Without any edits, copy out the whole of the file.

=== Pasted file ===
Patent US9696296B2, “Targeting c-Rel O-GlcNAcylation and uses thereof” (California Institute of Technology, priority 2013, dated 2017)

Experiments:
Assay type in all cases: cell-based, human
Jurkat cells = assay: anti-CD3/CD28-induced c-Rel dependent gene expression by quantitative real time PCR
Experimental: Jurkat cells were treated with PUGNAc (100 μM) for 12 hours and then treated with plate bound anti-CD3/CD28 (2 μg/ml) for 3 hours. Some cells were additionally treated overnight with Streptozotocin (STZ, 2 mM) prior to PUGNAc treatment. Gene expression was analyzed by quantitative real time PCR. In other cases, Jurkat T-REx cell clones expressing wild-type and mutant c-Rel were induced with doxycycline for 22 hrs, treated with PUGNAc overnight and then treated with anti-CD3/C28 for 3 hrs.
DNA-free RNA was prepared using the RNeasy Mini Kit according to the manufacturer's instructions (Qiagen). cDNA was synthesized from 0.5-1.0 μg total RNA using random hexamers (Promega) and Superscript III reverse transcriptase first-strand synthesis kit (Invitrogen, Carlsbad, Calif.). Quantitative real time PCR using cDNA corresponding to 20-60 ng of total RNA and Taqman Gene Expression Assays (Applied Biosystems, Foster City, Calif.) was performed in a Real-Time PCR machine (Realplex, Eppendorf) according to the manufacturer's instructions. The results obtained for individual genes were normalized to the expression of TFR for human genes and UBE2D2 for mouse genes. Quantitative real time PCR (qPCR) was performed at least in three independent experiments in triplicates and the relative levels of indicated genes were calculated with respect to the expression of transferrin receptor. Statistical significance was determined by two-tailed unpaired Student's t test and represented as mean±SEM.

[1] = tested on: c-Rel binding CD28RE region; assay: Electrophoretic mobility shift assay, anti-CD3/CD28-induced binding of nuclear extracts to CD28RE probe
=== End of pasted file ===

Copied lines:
Patent US9696296B2, “Targeting c-Rel O-GlcNAcylation and uses thereof” (California Institute of Technology, priority 2013, dated 2017)

Experiments:
Assay type in all cases: cell-based, human
Jurkat cells = assay: anti-CD3/CD28-induced c-Rel dependent gene expression by quantitative real time PCR
Experimental: Jurkat cells were treated with PUGNAc (100 μM) for 12 hours and then treated with plate bound anti-CD3/CD28 (2 μg/ml) for 3 hours. Some cells were additionally treated overnight with Streptozotocin (STZ, 2 mM) prior to PUGNAc treatment. Gene expression was analyzed by quantitative real time PCR. In other cases, Jurkat T-REx cell clones expressing wild-type and mutant c-Rel were induced with doxycycline for 22 hrs, treated with PUGNAc overnight and then treated with anti-CD3/C28 for 3 hrs.
DNA-free RNA was prepared using the RNeasy Mini Kit according to the manufacturer's instructions (Qiagen). cDNA was synthesized from 0.5-1.0 μg total RNA using random hexamers (Promega) and Superscript III reverse transcriptase first-strand synthesis kit (Invitrogen, Carlsbad, Calif.). Quantitative real time PCR using cDNA corresponding to 20-60 ng of total RNA and Taqman Gene Expression Assays (Applied Biosystems, Foster City, Calif.) was performed in a Real-Time PCR machine (Realplex, Eppendorf) according to the manufacturer's instructions. The results obtained for individual genes were normalized to the expression of TFR for human genes and UBE2D2 for mouse genes. Quantitative real time PCR (qPCR) was performed at least in three independent experiments in triplicates and the relative levels of indicated genes were calculated with respect to the expression of transferrin receptor. Statistical significance was determined by two-tailed unpaired Student's t test and represented as mean±SEM.

[1] = tested on: c-Rel binding CD28RE region; assay: Electrophoretic mobility shift assay, anti-CD3/CD28-induced binding of nuclear extracts to CD28RE probe